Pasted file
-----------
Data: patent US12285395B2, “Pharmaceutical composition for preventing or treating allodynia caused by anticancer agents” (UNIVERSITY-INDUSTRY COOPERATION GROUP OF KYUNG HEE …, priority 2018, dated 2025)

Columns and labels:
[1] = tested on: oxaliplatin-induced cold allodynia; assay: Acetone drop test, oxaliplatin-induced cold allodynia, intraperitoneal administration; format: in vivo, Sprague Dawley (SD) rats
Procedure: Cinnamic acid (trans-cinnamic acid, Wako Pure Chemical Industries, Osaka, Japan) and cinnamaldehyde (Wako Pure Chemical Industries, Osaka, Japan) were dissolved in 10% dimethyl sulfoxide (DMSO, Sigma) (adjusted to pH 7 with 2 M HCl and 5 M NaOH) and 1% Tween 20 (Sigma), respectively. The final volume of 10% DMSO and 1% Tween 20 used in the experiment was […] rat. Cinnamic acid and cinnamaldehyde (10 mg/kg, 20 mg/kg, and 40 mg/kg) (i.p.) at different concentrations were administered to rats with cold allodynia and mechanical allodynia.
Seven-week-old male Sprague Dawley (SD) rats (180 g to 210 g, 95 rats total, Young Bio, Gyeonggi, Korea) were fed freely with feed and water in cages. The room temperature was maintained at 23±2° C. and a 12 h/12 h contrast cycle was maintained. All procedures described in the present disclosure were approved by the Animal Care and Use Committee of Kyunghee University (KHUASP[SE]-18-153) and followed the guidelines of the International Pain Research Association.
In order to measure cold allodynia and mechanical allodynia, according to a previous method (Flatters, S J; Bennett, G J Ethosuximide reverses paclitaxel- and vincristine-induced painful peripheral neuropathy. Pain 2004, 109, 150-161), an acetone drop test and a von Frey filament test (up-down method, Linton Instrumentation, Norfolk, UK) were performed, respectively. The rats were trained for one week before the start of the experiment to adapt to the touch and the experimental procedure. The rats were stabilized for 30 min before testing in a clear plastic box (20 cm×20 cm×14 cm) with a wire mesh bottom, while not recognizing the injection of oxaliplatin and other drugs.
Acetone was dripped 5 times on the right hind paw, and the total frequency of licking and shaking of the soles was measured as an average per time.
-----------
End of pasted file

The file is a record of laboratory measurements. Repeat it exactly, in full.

Data: patent US12285395B2, “Pharmaceutical composition for preventing or treating allodynia caused by anticancer agents” (UNIVERSITY-INDUSTRY COOPERATION GROUP OF KYUNG HEE …, priority 2018, dated 2025)

Columns and labels:
[1] = tested on: oxaliplatin-induced cold allodynia; assay: Acetone drop test, oxaliplatin-induced cold allodynia, intraperitoneal administration; format: in vivo, Sprague Dawley (SD) rats
Procedure: Cinnamic acid (trans-cinnamic acid, Wako Pure Chemical Industries, Osaka, Japan) and cinnamaldehyde (Wako Pure Chemical Industries, Osaka, Japan) were dissolved in 10% dimethyl sulfoxide (DMSO, Sigma) (adjusted to pH 7 with 2 M HCl and 5 M NaOH) and 1% Tween 20 (Sigma), respectively. The final volume of 10% DMSO and 1% Tween 20 used in the experiment was […] rat. Cinnamic acid and cinnamaldehyde (10 mg/kg, 20 mg/kg, and 40 mg/kg) (i.p.) at different concentrations were administered to rats with cold allodynia and mechanical allodynia.
Seven-week-old male Sprague Dawley (SD) rats (180 g to 210 g, 95 rats total, Young Bio, Gyeonggi, Korea) were fed freely with feed and water in cages. The room temperature was maintained at 23±2° C. and a 12 h/12 h contrast cycle was maintained. All procedures described in the present disclosure were approved by the Animal Care and Use Committee of Kyunghee University (KHUASP[SE]-18-153) and followed the guidelines of the International Pain Research Association.
In order to measure cold allodynia and mechanical allodynia, according to a previous method (Flatters, S J; Bennett, G J Ethosuximide reverses paclitaxel- and vincristine-induced painful peripheral neuropathy. Pain 2004, 109, 150-161), an acetone drop test and a von Frey filament test (up-down method, Linton Instrumentation, Norfolk, UK) were performed, respectively. The rats were trained for one week before the start of the experiment to adapt to the touch and the experimental procedure. The rats were stabilized for 30 min before testing in a clear plastic box (20 cm×20 cm×14 cm) with a wire mesh bottom, while not recognizing the injection of oxaliplatin and other drugs.
Acetone was dripped 5 times on the right hind paw, and the total frequency of licking and shaking of the soles was measured as an average per time.